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Rev. Forrest Church on Love and Death

Today's blog post is our first from Rev. Forrest Church, author of Love & Death: My Journey Through the Valley of the Shadow. Rev. Church served almost three decades as senior minister and is now Minister of Public Theology of All Souls Unitarian Universalist Church in New York City. He was educated at Stanford University, Harvard Divinity School, and Harvard University, where he received his Ph.D. in early church history. He has written or edited numerous books, including Life Lines: Holding on and Letting Go; Lifecraft: The Art of Meaning in the Everyday; So Help Me God; and Freedom from Fear.

Church_2 Death is central to my definition of religion: religion is our human response to the dual reality of being alive and having to die. We are not the animal with advanced language or tools as much as we are the religious animal. Knowing that we must die, we question what life means. The answers we arrive at may not be religious answers, but the questions death forces us to ask are, at heart, religious questions. Where did I come from? Who am I? Where am I going? What is life's purpose? What does all this mean?

All of these questions obviously have special urgency for me now that I have been told I have only months left in my life. Hearing word of my diagnosis of terminal cancer, a longtime parishioner, who has known her full share of death, wrote me of her heartache. "My heart has been broken again," Camille wrote, "and for that I am overwhelmingly thankful; without love this would not be possible." She had it just right. And she and others in my congregation made me think that I needed to write one last book, one that would consolidate my thoughts on love and death. Fighting the most convincing deadline of my life, I none-the-less experienced great joy writing Love & Death. I discovered, in confronting my diagnosis, that death is not life's goal, only life's terminus. The goal is to live in such a way that our lives will prove worth dying for. This is where love comes into the picture. The one thing that can't be taken from us, even by death, is the love we give away before we go.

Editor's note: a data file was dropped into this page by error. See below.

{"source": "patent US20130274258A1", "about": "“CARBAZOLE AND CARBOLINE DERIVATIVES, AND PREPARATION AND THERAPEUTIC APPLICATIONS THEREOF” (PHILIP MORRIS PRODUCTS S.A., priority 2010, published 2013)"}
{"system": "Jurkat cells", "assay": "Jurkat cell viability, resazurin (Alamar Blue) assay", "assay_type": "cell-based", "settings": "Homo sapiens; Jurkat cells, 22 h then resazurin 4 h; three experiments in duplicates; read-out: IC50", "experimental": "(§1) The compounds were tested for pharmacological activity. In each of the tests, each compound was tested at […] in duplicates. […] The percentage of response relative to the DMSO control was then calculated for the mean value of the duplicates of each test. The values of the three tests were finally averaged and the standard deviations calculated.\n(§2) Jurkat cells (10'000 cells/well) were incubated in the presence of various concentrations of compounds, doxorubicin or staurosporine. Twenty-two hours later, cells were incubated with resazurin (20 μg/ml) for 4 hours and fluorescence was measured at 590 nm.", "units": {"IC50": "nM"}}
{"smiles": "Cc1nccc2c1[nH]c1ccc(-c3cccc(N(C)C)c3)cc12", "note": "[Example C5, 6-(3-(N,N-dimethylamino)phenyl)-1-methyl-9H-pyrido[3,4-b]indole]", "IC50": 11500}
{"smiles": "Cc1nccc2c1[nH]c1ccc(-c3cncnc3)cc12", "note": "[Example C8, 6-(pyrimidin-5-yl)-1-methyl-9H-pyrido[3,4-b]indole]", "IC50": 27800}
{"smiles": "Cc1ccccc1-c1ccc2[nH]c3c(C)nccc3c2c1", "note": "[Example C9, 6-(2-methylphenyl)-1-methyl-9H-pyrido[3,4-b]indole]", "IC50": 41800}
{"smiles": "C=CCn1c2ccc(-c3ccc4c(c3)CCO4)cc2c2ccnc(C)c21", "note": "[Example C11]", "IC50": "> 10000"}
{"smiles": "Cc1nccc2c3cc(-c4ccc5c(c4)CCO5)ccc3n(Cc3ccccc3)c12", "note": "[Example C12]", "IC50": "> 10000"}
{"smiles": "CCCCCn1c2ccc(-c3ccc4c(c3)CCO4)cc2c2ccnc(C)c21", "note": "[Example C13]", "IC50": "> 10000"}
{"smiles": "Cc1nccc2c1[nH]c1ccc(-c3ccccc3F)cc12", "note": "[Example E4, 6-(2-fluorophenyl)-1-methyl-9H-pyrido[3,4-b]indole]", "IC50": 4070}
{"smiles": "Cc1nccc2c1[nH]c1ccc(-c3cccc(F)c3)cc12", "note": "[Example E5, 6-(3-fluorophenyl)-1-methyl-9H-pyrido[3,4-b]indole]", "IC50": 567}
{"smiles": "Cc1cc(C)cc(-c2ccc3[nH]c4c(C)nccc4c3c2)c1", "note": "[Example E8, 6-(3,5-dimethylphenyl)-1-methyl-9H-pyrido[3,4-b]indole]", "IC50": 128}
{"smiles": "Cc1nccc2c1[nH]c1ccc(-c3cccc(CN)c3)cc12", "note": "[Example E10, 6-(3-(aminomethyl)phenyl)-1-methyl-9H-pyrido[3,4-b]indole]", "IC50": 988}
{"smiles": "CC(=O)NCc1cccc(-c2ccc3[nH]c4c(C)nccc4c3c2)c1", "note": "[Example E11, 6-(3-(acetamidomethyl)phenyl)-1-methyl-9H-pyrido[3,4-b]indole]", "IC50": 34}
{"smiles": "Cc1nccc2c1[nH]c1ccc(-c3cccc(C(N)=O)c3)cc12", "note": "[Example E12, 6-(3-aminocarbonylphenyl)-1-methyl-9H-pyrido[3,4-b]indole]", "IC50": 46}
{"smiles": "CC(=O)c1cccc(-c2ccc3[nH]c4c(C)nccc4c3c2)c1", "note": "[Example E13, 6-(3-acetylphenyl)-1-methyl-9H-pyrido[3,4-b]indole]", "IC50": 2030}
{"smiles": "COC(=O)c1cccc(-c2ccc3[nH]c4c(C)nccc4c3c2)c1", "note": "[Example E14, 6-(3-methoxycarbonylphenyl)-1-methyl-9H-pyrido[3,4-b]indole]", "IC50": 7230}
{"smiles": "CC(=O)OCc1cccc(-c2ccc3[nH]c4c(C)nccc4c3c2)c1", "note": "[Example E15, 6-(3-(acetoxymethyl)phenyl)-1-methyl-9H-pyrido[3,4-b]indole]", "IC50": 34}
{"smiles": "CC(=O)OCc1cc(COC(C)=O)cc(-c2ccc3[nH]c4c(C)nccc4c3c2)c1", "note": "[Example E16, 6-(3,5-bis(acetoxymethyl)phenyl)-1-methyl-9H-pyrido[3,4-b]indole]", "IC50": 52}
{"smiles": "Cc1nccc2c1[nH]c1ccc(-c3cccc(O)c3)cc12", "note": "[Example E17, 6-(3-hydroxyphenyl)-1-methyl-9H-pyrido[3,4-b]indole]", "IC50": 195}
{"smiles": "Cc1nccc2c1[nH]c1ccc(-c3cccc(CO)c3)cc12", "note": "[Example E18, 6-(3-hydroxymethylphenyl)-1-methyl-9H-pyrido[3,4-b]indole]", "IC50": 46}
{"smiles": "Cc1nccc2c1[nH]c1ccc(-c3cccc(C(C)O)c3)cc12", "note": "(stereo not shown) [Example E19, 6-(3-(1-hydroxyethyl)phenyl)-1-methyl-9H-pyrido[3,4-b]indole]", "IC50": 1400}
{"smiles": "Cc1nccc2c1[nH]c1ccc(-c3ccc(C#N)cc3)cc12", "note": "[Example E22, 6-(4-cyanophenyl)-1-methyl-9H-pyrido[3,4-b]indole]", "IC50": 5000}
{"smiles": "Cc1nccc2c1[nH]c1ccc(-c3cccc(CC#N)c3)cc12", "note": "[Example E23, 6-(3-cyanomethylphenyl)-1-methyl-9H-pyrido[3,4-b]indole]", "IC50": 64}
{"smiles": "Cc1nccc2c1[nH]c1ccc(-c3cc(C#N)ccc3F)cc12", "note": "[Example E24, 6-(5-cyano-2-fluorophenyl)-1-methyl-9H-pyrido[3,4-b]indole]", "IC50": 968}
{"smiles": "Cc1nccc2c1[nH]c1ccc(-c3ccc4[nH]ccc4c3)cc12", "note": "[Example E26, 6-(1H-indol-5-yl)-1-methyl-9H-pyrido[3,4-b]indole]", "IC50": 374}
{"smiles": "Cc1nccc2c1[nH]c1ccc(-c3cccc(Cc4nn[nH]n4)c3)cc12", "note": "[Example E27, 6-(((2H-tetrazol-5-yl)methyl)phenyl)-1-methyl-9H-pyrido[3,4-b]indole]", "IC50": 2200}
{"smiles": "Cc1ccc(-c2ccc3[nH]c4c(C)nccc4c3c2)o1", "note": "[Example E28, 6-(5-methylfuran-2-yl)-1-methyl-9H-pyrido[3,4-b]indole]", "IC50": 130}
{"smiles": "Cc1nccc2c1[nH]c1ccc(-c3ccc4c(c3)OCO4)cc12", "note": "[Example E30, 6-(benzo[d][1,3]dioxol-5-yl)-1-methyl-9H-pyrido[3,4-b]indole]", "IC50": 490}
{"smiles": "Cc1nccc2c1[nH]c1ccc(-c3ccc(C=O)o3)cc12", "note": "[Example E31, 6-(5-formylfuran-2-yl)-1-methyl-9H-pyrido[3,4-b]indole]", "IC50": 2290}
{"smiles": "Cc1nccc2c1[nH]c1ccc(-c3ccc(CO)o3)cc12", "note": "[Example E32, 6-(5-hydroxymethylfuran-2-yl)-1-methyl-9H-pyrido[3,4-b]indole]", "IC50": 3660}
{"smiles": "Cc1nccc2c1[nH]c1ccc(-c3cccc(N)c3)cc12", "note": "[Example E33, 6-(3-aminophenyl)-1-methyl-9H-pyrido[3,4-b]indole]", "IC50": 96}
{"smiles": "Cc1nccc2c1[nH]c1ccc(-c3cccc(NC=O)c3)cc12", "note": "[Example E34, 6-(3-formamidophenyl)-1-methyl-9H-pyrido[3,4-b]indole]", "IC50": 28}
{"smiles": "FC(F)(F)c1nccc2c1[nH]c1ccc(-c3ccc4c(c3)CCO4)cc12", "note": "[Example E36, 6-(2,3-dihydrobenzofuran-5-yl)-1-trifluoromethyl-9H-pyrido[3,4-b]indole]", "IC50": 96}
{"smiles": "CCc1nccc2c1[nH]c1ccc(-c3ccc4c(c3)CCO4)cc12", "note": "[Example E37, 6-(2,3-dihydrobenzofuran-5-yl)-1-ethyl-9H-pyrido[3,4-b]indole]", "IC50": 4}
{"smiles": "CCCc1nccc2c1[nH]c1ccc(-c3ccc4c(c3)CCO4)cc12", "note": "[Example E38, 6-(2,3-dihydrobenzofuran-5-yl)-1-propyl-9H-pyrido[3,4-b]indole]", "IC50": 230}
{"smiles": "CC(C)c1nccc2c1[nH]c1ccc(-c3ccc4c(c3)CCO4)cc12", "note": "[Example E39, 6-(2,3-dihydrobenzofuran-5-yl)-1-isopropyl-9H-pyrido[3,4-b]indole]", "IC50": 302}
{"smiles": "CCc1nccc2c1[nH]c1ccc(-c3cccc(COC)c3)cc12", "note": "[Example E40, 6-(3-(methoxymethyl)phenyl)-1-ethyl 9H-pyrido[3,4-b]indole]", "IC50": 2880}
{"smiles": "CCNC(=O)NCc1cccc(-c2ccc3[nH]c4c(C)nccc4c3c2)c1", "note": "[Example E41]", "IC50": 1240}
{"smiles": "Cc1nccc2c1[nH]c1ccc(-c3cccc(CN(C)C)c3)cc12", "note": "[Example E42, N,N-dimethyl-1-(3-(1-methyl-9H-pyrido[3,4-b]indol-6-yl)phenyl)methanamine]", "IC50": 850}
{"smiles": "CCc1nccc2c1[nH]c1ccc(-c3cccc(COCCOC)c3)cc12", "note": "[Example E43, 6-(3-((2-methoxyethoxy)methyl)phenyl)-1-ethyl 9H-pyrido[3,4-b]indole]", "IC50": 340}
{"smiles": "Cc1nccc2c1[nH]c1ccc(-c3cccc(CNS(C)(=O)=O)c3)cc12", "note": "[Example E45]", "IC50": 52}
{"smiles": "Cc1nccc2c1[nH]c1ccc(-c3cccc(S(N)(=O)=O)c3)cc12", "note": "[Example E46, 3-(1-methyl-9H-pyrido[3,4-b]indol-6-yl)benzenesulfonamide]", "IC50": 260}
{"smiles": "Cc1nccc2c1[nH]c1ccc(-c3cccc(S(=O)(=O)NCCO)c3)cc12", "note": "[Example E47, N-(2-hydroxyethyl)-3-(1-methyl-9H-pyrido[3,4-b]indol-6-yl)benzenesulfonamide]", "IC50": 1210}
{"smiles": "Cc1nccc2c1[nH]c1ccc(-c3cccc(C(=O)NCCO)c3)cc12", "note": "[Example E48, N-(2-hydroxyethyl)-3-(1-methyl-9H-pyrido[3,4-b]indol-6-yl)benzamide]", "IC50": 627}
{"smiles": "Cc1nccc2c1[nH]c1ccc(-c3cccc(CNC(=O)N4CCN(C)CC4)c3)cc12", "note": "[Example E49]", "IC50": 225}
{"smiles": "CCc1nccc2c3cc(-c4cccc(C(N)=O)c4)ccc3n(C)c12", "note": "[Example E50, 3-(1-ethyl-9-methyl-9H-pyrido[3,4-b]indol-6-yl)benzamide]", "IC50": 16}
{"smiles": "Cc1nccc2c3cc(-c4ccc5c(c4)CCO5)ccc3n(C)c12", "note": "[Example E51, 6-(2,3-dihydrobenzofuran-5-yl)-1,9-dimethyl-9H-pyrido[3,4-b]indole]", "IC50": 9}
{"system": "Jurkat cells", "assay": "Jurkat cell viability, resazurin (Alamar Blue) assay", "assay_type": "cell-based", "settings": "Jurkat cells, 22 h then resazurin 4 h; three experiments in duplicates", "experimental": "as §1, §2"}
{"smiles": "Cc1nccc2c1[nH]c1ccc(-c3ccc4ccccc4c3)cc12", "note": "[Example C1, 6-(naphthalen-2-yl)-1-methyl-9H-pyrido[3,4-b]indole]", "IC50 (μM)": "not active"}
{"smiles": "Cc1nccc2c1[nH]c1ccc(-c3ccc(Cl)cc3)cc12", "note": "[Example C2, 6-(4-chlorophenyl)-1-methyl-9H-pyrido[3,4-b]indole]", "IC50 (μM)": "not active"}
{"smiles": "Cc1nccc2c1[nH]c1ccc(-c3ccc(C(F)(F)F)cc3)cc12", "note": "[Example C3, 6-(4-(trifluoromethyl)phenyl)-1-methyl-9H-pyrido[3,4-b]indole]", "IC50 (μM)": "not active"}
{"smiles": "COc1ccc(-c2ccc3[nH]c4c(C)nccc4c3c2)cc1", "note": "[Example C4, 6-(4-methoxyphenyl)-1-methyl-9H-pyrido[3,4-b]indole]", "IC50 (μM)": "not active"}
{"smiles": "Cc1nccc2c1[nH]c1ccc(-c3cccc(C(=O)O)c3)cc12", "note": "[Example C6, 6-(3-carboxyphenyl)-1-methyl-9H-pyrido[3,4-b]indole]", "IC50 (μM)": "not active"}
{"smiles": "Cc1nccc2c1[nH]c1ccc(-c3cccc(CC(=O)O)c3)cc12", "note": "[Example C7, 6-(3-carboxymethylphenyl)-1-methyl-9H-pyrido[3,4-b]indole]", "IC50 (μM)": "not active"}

Life seems to last forever but is over in a flash. As I approach the age of 60, counting down my remaining days, I'm keenly aware of that. Yet I'm also more aware than ever of the gift each day brings, filled with opportunities for gratitude and engagement. Among the many gifts life has brought me is the opportunity to share my thoughts, not only from the pulpit but in my books, where I am able to condense a lifetime of searching and finding into a shareable space, inviting others into worlds of contemplation I have been guided to and have discovered. That was the case with virtually all of my thirteen previous books and certainly proved to be the case with Love and Death. It poured out of me in just three weeks, right after I got my terminal diagnosis. Somehow, knowing my time was limited (which is true for all of us), focused my soul. The act of writing, even in the shadow of death, was a celebration of life, as sustained a celebration as I have enjoyed throughout a rich and sustaining career as a writer. I am grateful, first to the folks at Beacon, who responded with such enthusiasm and published with such alacrity, getting the book printed and bound in record time. To booksellers who have always supported my work, who have so often invited me into their magical spaces to read. To my readers, always.

Every writer and reader enters into a conversation, by no means one-sided and potentially very rich and dynamic. Readers' thoughts complete a writer's work. As I move, as leisurely as possible, to the terminus of my life, it gives me surpassing pleasure to be engaged one last time in a conversation about things that matter so deeply, to each of us individually and to our world. You are essential to this conversation, because you help shape and extend it through your own thoughts and acts. As is true for every writer, you, the reader, give meaning to my work. It is a shared endeavor, and, I hope, a shared joy. In this final chapter in my writing career, I'm happy to discover a new medium—the blog—which allows me to commune so directly with you.

You may also be interested in watching Forrest Church's sermon on Love and Death; reading an excerpt from Love & Death reprinted in UUWorld magazine; or listening to this interview on the Tavis Smiley show about So Help Me God: The Founding Fathers and Their First Great Battle Over Church and State.